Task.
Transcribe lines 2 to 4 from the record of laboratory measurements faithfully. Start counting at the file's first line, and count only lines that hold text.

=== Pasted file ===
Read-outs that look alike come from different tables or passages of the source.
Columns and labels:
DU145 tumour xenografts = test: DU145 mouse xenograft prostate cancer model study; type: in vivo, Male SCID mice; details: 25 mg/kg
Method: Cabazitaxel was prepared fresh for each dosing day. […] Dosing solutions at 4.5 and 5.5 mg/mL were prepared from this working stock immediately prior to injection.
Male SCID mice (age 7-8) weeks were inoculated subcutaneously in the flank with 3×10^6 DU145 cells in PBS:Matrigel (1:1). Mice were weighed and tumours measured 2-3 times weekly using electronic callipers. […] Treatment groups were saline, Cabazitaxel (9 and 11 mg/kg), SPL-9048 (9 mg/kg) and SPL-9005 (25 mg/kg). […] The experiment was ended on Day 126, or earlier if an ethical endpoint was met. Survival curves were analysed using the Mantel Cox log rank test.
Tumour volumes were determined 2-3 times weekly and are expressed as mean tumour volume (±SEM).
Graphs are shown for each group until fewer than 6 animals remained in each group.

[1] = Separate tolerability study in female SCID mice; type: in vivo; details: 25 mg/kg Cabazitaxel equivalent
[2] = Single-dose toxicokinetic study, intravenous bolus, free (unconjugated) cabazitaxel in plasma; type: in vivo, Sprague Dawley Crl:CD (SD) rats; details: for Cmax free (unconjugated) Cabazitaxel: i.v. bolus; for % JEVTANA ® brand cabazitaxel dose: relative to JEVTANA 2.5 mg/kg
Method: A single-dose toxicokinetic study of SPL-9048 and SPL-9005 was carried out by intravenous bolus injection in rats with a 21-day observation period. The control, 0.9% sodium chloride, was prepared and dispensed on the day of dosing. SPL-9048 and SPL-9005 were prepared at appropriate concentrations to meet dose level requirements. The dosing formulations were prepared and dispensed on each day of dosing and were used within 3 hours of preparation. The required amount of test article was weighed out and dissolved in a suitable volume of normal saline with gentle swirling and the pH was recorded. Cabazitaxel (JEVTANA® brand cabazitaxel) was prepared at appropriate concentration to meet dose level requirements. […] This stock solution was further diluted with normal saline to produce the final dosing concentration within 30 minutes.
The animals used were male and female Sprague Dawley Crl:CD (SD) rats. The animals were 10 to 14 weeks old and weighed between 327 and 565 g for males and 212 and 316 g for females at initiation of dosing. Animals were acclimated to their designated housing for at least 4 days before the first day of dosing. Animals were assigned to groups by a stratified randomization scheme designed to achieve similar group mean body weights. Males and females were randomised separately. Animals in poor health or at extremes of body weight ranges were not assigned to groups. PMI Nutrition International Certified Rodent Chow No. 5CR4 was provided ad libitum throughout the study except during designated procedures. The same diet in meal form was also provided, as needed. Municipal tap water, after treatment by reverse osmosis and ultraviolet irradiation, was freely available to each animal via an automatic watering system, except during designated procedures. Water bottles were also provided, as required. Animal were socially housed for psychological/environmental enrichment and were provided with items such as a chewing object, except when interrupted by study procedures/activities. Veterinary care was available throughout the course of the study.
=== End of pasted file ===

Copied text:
Columns and labels:
DU145 tumour xenografts = test: DU145 mouse xenograft prostate cancer model study; type: in vivo, Male SCID mice; details: 25 mg/kg
Method: Cabazitaxel was prepared fresh for each dosing day. […] Dosing solutions at 4.5 and 5.5 mg/mL were prepared from this working stock immediately prior to injection.